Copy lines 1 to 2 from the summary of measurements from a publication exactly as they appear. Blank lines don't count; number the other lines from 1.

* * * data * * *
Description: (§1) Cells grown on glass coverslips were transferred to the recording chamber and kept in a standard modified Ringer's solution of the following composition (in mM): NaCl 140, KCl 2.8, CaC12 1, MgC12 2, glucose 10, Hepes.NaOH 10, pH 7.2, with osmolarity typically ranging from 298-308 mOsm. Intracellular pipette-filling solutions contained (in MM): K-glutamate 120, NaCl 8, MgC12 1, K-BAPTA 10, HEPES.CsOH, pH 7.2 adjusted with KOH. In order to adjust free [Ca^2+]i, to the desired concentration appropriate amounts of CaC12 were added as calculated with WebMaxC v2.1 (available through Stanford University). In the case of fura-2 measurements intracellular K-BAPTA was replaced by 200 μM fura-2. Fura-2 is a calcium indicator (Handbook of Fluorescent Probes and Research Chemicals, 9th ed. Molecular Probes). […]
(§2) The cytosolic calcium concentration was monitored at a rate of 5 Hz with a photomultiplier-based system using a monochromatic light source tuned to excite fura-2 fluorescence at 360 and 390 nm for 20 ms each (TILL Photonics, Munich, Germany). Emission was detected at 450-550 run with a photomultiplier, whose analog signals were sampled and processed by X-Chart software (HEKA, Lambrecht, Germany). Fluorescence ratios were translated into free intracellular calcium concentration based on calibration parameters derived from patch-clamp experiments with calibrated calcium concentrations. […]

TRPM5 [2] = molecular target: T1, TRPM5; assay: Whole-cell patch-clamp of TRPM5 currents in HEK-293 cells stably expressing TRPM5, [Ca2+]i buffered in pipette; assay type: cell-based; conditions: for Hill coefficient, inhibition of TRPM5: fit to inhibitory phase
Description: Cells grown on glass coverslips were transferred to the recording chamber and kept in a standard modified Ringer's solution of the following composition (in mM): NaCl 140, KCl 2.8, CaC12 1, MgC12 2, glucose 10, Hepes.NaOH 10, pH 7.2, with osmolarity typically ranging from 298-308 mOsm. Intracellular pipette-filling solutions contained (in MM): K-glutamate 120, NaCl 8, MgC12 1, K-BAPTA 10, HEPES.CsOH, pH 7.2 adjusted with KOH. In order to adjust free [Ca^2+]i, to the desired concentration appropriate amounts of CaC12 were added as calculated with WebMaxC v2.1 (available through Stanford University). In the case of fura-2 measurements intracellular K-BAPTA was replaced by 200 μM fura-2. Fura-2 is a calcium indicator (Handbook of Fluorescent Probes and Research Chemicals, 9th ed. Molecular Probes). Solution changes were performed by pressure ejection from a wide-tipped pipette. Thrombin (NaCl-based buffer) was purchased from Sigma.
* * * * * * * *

Description: (§1) Cells grown on glass coverslips were transferred to the recording chamber and kept in a standard modified Ringer's solution of the following composition (in mM): NaCl 140, KCl 2.8, CaC12 1, MgC12 2, glucose 10, Hepes.NaOH 10, pH 7.2, with osmolarity typically ranging from 298-308 mOsm. Intracellular pipette-filling solutions contained (in MM): K-glutamate 120, NaCl 8, MgC12 1, K-BAPTA 10, HEPES.CsOH, pH 7.2 adjusted with KOH. In order to adjust free [Ca^2+]i, to the desired concentration appropriate amounts of CaC12 were added as calculated with WebMaxC v2.1 (available through Stanford University). In the case of fura-2 measurements intracellular K-BAPTA was replaced by 200 μM fura-2. Fura-2 is a calcium indicator (Handbook of Fluorescent Probes and Research Chemicals, 9th ed. Molecular Probes). […]
(§2) The cytosolic calcium concentration was monitored at a rate of 5 Hz with a photomultiplier-based system using a monochromatic light source tuned to excite fura-2 fluorescence at 360 and 390 nm for 20 ms each (TILL Photonics, Munich, Germany). Emission was detected at 450-550 run with a photomultiplier, whose analog signals were sampled and processed by X-Chart software (HEKA, Lambrecht, Germany). Fluorescence ratios were translated into free intracellular calcium concentration based on calibration parameters derived from patch-clamp experiments with calibrated calcium concentrations. […]